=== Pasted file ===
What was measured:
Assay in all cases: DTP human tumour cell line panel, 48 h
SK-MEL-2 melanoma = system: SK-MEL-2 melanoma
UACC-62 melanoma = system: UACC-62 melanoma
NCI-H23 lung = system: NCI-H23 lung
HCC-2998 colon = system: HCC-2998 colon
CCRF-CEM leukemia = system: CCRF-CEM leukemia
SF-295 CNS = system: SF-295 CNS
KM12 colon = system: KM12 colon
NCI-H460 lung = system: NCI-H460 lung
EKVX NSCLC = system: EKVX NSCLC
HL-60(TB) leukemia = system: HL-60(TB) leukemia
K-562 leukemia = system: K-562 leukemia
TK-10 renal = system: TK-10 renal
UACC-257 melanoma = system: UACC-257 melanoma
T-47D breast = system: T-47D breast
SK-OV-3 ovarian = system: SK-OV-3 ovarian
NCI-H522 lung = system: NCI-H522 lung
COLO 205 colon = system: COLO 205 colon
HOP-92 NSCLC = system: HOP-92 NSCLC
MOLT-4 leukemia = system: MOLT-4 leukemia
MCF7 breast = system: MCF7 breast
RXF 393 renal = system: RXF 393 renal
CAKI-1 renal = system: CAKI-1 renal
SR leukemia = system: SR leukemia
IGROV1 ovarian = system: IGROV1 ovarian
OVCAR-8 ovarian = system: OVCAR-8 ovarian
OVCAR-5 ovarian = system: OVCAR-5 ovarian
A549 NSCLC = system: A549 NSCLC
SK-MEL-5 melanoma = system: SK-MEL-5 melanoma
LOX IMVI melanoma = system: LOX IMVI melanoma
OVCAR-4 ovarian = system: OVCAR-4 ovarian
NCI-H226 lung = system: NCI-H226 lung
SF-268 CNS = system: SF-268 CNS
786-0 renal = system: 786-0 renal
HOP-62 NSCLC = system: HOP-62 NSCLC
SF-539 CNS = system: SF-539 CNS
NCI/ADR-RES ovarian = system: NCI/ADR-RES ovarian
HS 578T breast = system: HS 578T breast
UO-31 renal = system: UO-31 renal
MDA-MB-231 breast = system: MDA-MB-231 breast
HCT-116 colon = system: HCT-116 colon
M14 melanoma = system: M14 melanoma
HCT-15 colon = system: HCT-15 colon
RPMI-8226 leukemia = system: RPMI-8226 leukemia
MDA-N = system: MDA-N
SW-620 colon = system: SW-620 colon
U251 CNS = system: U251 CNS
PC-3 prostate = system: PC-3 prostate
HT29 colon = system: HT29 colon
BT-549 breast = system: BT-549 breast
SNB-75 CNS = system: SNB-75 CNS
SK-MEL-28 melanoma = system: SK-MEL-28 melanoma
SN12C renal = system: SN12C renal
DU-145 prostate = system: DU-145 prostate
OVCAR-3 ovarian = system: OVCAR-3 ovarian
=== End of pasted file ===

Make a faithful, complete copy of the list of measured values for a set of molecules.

What was measured:
Assay in all cases: DTP human tumour cell line panel, 48 h
SK-MEL-2 melanoma = system: SK-MEL-2 melanoma
UACC-62 melanoma = system: UACC-62 melanoma
NCI-H23 lung = system: NCI-H23 lung
HCC-2998 colon = system: HCC-2998 colon
CCRF-CEM leukemia = system: CCRF-CEM leukemia
SF-295 CNS = system: SF-295 CNS
KM12 colon = system: KM12 colon
NCI-H460 lung = system: NCI-H460 lung
EKVX NSCLC = system: EKVX NSCLC
HL-60(TB) leukemia = system: HL-60(TB) leukemia
K-562 leukemia = system: K-562 leukemia
TK-10 renal = system: TK-10 renal
UACC-257 melanoma = system: UACC-257 melanoma
T-47D breast = system: T-47D breast
SK-OV-3 ovarian = system: SK-OV-3 ovarian
NCI-H522 lung = system: NCI-H522 lung
COLO 205 colon = system: COLO 205 colon
HOP-92 NSCLC = system: HOP-92 NSCLC
MOLT-4 leukemia = system: MOLT-4 leukemia
MCF7 breast = system: MCF7 breast
RXF 393 renal = system: RXF 393 renal
CAKI-1 renal = system: CAKI-1 renal
SR leukemia = system: SR leukemia
IGROV1 ovarian = system: IGROV1 ovarian
OVCAR-8 ovarian = system: OVCAR-8 ovarian
OVCAR-5 ovarian = system: OVCAR-5 ovarian
A549 NSCLC = system: A549 NSCLC
SK-MEL-5 melanoma = system: SK-MEL-5 melanoma
LOX IMVI melanoma = system: LOX IMVI melanoma
OVCAR-4 ovarian = system: OVCAR-4 ovarian
NCI-H226 lung = system: NCI-H226 lung
SF-268 CNS = system: SF-268 CNS
786-0 renal = system: 786-0 renal
HOP-62 NSCLC = system: HOP-62 NSCLC
SF-539 CNS = system: SF-539 CNS
NCI/ADR-RES ovarian = system: NCI/ADR-RES ovarian
HS 578T breast = system: HS 578T breast
UO-31 renal = system: UO-31 renal
MDA-MB-231 breast = system: MDA-MB-231 breast
HCT-116 colon = system: HCT-116 colon
M14 melanoma = system: M14 melanoma
HCT-15 colon = system: HCT-15 colon
RPMI-8226 leukemia = system: RPMI-8226 leukemia
MDA-N = system: MDA-N
SW-620 colon = system: SW-620 colon
U251 CNS = system: U251 CNS
PC-3 prostate = system: PC-3 prostate
HT29 colon = system: HT29 colon
BT-549 breast = system: BT-549 breast
SNB-75 CNS = system: SNB-75 CNS
SK-MEL-28 melanoma = system: SK-MEL-28 melanoma
SN12C renal = system: SN12C renal
DU-145 prostate = system: DU-145 prostate
OVCAR-3 ovarian = system: OVCAR-3 ovarian